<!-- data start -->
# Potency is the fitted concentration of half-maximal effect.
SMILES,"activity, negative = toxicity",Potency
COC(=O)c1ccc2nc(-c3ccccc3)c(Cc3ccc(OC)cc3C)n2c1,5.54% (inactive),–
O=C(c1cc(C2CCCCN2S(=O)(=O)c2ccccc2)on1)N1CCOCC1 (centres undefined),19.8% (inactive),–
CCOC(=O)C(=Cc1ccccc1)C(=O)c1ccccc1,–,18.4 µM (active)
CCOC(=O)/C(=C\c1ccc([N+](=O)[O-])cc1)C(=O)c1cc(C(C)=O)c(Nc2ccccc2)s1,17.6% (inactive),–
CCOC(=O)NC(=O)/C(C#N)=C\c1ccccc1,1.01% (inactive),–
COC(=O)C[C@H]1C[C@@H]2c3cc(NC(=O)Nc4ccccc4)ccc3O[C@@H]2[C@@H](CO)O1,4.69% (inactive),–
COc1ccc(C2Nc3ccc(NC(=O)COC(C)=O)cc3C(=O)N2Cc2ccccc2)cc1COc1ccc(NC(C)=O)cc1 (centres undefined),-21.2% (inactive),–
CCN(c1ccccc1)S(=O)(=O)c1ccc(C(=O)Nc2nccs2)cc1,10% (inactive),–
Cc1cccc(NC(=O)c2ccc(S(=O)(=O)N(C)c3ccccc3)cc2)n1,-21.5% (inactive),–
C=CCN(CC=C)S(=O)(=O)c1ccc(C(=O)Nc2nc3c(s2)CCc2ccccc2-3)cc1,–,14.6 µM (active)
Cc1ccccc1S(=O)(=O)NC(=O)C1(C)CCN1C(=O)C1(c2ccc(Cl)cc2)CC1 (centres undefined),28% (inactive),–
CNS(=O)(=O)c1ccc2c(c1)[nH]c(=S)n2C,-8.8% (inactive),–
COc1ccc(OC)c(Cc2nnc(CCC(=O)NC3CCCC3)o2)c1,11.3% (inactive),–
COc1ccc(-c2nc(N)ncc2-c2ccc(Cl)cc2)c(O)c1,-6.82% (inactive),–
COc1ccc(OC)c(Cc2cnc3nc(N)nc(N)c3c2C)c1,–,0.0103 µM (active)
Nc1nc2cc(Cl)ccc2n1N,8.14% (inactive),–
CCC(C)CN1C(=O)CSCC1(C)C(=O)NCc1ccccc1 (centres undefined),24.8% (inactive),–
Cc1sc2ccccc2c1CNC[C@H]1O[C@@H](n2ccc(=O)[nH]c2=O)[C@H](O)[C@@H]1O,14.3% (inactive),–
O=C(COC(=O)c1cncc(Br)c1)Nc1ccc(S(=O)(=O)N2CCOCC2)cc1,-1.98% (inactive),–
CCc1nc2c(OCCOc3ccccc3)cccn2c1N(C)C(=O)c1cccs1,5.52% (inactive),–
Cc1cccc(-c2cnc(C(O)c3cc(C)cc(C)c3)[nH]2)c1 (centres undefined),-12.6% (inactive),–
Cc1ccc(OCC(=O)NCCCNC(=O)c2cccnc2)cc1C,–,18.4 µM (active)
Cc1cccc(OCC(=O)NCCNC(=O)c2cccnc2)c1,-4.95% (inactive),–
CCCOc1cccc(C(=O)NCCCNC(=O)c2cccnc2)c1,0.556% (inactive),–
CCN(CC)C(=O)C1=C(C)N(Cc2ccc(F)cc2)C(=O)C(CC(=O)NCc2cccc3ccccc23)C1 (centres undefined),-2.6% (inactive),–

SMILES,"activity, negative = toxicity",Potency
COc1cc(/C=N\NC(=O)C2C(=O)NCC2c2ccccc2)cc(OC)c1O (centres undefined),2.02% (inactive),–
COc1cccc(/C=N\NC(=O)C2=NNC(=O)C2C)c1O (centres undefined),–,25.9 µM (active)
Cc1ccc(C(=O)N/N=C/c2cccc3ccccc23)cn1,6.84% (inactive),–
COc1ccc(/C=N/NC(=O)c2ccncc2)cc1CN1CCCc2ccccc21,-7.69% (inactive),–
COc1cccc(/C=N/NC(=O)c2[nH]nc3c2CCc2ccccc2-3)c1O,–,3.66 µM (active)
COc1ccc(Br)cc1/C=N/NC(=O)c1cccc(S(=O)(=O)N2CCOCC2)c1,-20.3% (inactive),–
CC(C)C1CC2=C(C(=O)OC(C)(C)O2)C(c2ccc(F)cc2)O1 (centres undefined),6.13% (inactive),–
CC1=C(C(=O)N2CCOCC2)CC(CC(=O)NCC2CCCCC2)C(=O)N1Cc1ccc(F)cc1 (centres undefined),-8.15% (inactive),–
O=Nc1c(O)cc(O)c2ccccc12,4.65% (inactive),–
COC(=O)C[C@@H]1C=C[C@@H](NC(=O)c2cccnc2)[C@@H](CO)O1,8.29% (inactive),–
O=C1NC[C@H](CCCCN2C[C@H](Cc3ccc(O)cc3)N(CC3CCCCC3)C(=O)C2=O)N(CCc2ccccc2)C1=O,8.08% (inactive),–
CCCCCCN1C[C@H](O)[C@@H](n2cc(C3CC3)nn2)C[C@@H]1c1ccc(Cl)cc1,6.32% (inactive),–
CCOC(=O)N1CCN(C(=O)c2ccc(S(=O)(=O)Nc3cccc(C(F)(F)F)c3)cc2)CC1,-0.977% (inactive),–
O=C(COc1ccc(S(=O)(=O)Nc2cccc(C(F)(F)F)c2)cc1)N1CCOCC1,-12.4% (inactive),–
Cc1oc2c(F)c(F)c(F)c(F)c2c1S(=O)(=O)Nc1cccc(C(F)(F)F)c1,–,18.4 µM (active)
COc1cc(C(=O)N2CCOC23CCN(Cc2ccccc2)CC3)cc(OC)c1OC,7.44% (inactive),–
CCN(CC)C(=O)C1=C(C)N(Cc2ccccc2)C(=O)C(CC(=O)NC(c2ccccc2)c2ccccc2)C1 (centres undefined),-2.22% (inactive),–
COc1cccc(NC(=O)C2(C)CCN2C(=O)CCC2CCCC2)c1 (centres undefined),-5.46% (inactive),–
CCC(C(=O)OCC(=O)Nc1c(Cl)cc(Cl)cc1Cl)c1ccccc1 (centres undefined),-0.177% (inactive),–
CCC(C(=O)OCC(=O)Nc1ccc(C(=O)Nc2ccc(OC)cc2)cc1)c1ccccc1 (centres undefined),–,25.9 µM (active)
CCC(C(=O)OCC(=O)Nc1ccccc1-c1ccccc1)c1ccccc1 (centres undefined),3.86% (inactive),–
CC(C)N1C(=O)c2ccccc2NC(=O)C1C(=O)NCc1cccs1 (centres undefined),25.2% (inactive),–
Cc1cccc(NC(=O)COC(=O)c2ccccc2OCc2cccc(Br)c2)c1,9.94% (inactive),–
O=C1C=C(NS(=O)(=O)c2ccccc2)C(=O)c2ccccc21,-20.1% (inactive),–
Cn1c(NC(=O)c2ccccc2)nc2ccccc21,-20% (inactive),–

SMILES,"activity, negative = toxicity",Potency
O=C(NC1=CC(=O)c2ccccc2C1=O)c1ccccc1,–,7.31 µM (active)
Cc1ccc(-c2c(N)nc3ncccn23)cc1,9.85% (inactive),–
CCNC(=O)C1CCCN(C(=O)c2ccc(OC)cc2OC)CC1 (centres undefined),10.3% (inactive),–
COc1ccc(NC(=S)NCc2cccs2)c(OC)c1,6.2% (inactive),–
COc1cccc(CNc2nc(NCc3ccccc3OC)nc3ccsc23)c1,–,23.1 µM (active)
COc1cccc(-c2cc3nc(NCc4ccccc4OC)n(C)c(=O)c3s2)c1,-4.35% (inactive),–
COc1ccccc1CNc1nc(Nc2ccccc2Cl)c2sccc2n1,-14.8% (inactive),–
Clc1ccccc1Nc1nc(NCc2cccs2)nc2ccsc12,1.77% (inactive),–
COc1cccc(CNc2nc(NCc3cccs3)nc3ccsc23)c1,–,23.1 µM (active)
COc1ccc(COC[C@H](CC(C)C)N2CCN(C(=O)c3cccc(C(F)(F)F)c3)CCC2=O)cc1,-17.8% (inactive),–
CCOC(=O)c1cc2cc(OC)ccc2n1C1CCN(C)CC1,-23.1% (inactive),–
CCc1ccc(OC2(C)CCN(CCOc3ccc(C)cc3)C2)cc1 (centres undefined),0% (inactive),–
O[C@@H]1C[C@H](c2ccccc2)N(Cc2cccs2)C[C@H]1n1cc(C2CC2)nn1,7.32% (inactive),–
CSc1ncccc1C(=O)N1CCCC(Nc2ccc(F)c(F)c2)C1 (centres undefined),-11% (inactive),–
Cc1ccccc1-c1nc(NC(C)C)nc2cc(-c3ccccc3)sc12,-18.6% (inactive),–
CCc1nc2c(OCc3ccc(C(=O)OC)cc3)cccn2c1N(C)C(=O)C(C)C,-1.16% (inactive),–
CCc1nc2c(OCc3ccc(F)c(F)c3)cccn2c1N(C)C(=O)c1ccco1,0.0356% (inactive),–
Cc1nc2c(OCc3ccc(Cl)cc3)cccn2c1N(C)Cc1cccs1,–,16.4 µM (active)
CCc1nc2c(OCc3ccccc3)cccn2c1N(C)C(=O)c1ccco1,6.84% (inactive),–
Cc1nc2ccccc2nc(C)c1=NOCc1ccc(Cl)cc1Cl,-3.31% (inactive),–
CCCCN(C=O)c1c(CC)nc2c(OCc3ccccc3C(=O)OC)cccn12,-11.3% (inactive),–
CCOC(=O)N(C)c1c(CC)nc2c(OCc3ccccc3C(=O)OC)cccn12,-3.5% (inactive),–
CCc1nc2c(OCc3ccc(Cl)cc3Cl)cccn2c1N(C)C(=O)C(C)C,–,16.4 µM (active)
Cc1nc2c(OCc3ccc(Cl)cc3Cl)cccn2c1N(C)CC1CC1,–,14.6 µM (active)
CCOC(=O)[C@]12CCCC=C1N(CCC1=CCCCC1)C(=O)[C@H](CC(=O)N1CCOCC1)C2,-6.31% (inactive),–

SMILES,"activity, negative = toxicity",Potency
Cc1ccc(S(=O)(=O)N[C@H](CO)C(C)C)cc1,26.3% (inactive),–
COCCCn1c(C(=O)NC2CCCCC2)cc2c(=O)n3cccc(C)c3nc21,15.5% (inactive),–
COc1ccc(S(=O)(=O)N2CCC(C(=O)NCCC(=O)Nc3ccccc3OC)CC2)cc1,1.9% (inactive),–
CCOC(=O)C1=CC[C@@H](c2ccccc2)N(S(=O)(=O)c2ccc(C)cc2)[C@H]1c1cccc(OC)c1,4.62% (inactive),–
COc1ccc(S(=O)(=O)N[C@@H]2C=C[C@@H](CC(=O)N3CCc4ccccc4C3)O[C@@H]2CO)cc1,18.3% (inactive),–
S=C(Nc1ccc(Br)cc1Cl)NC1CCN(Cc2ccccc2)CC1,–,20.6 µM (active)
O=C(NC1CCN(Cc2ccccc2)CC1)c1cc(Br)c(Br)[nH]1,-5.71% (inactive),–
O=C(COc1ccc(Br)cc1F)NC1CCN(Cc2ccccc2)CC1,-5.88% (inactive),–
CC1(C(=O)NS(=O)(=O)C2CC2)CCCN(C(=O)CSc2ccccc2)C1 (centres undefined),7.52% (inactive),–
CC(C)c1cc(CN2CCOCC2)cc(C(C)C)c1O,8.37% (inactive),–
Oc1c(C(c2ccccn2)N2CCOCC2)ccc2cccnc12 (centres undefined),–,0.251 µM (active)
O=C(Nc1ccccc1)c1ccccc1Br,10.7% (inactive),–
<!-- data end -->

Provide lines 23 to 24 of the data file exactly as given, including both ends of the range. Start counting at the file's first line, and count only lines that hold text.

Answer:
Cc1cccc(-c2cnc(C(O)c3cc(C)cc(C)c3)[nH]2)c1 (centres undefined),-12.6% (inactive),–
Cc1ccc(OCC(=O)NCCCNC(=O)c2cccnc2)cc1C,–,18.4 µM (active)